The musical of “Cinderella” (Broadway version) ends with a grand wedding. The Broadway production has a wonderful finale full of pomp & circumstance, and the entire cast is dressed in their wedding finest. These costumes are in shades of whites & soft neutrals.
Obviously, we have neither the funds, the time nor the logistics to change the entire cast of 60 into wedding wear, but, my Director wanted the main characters, and a small select group of singers to present the wedding “look” either as guests or attendants. The rest of the cast will then fill in as attending Villagers and the show will come to a joyous close.
So . . . wedding wear. It is relatively easy to find wedding gowns at reasonably low prices. You DO have to know your thrift stores. We have some in our area that routinely price all of their weddings gowns in the close to $100 and up range. You can often find them in the $40-50 range at others, and then, I have picked them up for $5-10. It is really hard to pass up a massive dress, full of quality fabric, beading and trim when it is that cheap. Unfortunately, they are kind of big. And kind of white. And polyester. But they are so PRETTY!
Our Ella is wearing a 1980’s wedding gown that actually belonged to her mother. It is white but not BRIGHT white. It is full, but not excessively so. I want the other cast members to have fun costumes, but, I want them to all mesh together.
So, the problem was, I wanted to to utilize wedding dresses to create some of these costumes, but, I didn’t want them to look like wedding dresses. This has been a harder task than I thought. There is something about wedding dresses that just screams “WEDDING DRESS”, especially if they are bright white. I did have success tea staining this dress, but I was highly unsuccessful attempting to dye another on with various things that (typically) stain. One of my volunteers was also unsuccessful dying some fabric even using polyester dye, and boiling it. Therefore, I was hesitant to try anything that would require dying, especially as I am short on time. With my options limited, I decided to focus on off-white dresses, and avoid anything too embellished (aka 1980’s dresses).
The dress that I am writing about today was about a 2 hour project. Since these dresses will be worn a VERY short period of time, I am not willing to invest too much time and effort into them. I am also making them much simpler than the ball gowns, and not using the bum-pad silhouette. This IS Fairytale land, so I can make up my own fashion trends.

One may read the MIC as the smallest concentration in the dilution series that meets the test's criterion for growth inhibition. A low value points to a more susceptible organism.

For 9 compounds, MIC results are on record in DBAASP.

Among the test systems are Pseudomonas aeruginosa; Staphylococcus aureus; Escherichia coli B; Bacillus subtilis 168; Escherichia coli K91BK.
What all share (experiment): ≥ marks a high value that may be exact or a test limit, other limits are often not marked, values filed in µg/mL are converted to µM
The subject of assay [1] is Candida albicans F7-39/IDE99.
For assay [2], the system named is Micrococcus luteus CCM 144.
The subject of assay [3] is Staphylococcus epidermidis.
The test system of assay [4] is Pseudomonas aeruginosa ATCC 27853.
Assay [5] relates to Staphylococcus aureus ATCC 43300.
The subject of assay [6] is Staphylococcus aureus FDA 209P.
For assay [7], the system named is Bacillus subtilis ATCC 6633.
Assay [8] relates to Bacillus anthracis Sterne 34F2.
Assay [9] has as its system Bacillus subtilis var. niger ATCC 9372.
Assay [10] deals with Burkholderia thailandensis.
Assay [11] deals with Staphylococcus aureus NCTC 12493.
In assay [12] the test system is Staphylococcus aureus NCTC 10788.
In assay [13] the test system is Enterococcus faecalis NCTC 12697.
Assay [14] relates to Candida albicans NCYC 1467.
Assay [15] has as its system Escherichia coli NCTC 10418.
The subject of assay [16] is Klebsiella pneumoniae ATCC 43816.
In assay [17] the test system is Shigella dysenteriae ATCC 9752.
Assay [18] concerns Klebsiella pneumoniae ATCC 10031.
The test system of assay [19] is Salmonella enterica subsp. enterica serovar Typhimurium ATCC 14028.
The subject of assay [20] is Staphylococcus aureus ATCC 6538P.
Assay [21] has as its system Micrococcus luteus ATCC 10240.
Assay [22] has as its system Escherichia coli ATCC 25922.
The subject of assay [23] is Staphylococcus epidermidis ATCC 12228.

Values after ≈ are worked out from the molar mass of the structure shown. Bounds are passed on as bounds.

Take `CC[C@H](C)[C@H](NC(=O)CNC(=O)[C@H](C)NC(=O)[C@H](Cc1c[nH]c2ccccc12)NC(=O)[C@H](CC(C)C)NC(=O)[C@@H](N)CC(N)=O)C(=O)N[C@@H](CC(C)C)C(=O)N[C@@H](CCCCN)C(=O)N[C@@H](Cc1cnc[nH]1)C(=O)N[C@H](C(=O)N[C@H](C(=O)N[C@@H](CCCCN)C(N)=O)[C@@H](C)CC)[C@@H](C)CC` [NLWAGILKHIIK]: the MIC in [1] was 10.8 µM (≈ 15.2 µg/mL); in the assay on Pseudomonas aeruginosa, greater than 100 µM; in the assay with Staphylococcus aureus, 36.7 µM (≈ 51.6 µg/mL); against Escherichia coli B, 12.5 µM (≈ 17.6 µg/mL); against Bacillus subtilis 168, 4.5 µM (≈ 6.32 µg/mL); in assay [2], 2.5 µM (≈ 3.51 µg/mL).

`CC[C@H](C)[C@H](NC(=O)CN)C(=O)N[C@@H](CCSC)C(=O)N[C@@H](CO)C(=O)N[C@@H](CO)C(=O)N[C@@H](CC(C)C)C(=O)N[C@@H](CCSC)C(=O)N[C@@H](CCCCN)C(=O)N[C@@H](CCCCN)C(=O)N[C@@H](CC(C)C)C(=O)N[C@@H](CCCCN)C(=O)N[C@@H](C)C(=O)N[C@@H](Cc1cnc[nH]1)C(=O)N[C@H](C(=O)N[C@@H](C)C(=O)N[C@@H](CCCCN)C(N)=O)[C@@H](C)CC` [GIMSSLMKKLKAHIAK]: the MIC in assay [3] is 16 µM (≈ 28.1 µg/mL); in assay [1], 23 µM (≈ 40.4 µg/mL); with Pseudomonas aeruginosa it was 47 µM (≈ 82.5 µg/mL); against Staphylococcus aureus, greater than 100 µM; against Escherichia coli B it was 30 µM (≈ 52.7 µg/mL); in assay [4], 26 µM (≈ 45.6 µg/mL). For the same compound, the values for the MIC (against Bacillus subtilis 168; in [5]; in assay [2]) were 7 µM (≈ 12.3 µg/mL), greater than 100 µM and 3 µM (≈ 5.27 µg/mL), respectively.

This dress started with a 1970’s wedding dress that looked very similar to this:
This dress was donated (and there is a lovely story behind it, so my volunteers really wanted to use it). One of the volunteers removed the sleeves and most of the sheer overskirt to make a flowy cape for the Fairy Godmother to wear with her white dress for the wedding. The volunteer sent the dress carcass back to me.
The night I was doing this I began with this dress:
This dress was a very heavy matte satin. It had a scoop back neck, an A-line skirt that was moderately gored, and a mock-button closure in the back. I was digging around in my pile of lace curtains and tablecloths and came upon the dress carcass.
Using a pinking shears, I trimmed around the outer edge of all the embellishments. I pinned them on securely, and machine stitched it in place. This dress had quite a full skirt with a train. I split the back down part way to accommodate the underdress. I liked the yellowing of the lace appliques and pearls.
I messed around with the skirt, and considered slitting it up the front. In the end I pulled the front underneath the two hanging appliques. I then pulled it up on the sides on the back until I was happy with the draping and look. I stitched these pull-ups in place. I edged the bottom of the skirt with a narrow gold cord.
I wanted the dress to have a little more gold to reflect the cord, and so I utilized a curtain panel. I used about half of it for an underskirt, and cut sleeves from the other half. I used the rod casing to make bands for the puff sleeves. I added a bit of gold cord to the neckline.
And the dress was done:
I didn’t do quite as good a job centering the appliques as I could have–this was a rush job.
I do like how the dress turned out. I feel like you could enjoy a trip on the “Titanic”. It would make a good Ancestor costume for “Addams Family”. I could also see it in “Music Man”, and with a little black added could probably pull off a trip to the “Ascot” race. Pulling the skirt up in two spots on the front changed the look quite a bit. I did play around with putting a pad of petticoat net under the drapes in the back, and it looks quite nice–gives it more of a bustle appearance. I can also pull the center drape up to the level of the waist to eliminate the train, and, again, give it a different feel.
The dress needs a good steam. The lining (now the overskirt) is pretty wrinkled from being washed.
The cast member who is wearing this dress was absolutely thrilled. It was fun because she was touched a the story of how the wedding dress came to be donated, and enjoyed finding out she was wearing (basically) leftover trash and a curtain.
Cost: $6 for the base dress, 50 cents for the curtain, wedding dress: donated
Time: About 2 hours
Addendum: This dress did not hold up well to the rigors of rehearsals and the show. The lining used for the skirt proved to be fairly fragile and prone to tearing if pulled. The small train proved problematic as the cast was initially oblivious to the need to 1) pick up skirts when walking 2) not following so closely you stepped on people. I had to repair this dress multiple times. Eventually, I pulled up the skirt in more places and then sewed the bottom of the overskirt to the underskirt (it formed a little “bubble” in some places) just to keep it from being stepped on.